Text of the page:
Lebanese politician seeks state of emergency in Syria spillover
BEIRUT –- The leader of a prominent Lebanese political party called Friday for declaring a state of emergency in his country as the Syrian conflict continued to spill over into Lebanon.
Lebanese Forces leader Samir Geagea called for the measure after a week in which a Lebanese politician was arrested and accused of planning to target Sunni Muslims in Lebanon. On Wednesday, a powerful Shiite clan kidnapped dozens of Syrians and other nationals in retaliation for the kidnapping of a family member by Free Syrian Army rebels.
More kidnappings were reported Thursday, though the clan denied responsibility.
There are widespread fears that the 17-month uprising in Syria will affect neighboring countries, especially now that it has increasingly become a sectarian conflict. Lebanon has its own history with sectarian strife during its civil war.
"The image formed in every citizen's mind now is that Lebanon is an uncontrolled state with no authority, constitution or rules whatsoever," Geagea said at a televised news conference at which he condemned the kidnappings. "No matter how righteous and decent their cause was, nothing justifies what happened, as it paralyzed the country and annulled the state's role."
Hasan Mokdad was kidnapped in Syria several days ago, and online video has showed him sitting in front of three armed men. The rebels holding him allege he is an operative with Hezbollah, the Lebanon-based group that opposition and Western governments have said is aiding in the crackdown by Syrian President Bashar Assad.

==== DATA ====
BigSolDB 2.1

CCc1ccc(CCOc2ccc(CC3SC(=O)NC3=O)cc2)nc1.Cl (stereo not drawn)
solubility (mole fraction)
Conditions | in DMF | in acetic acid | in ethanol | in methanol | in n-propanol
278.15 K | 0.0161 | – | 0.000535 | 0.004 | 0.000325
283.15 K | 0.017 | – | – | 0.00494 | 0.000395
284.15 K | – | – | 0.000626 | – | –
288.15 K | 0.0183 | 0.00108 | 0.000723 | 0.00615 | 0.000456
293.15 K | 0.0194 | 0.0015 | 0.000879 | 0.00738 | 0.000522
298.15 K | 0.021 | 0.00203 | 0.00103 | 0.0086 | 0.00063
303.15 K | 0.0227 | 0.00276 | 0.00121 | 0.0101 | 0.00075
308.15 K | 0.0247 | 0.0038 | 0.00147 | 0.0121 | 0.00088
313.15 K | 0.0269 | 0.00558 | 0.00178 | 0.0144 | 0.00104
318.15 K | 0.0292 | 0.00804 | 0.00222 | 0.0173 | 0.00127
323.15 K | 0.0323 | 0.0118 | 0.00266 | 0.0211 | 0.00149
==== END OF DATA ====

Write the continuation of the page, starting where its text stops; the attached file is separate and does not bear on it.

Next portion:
Mokdad's family said he is a private citizen and threatened to continue kidnapping Syrians and others until he is released.
"We have barely executed 1% of our goals until now. We know the names of those hosting members of the Free Syrian Army, and we are capable of reaching them … in case of any act against us," another family representative told an official news agency.
But on Friday, 21 Syrians were released after it was "proved that they have nothing to do with the Free Syrian Army," a Mokdad family member told the NOW Lebanon news site.
Lebanese President Michel Suleiman urged against threatening the safety of those in Lebanon, regardless of nationality, even as several Persian Gulf countries, many of which have been supporting the Syrian rebels, warned their citizens to leave the country.
On Wednesday, armed men blocked the road leading to the Beirut airport with burning tires, forcing travelers to walk past the gridlock to reach the terminal.
Meanwhile, the investigation of former Lebanese Cabinet minister and parliament member Michel Samaha continued this week. Samaha is a strong supporter of the Assad regime.
Samaha, along with two Syrian army officers, is charged with trying to form an armed group to commit acts of chaos and sabotage and to sow sectarian strife through political and religious assassinations, the Information Ministry reported.
-- Times staff
Photo: Two of the Syrians kidnapped by a large Lebanese clan are shown at an undisclosed location in Lebanon's Bekaa Valley, near the border with Syria, on Wednesday. Credit: Abbas Sabbagh/AFP/Getty Images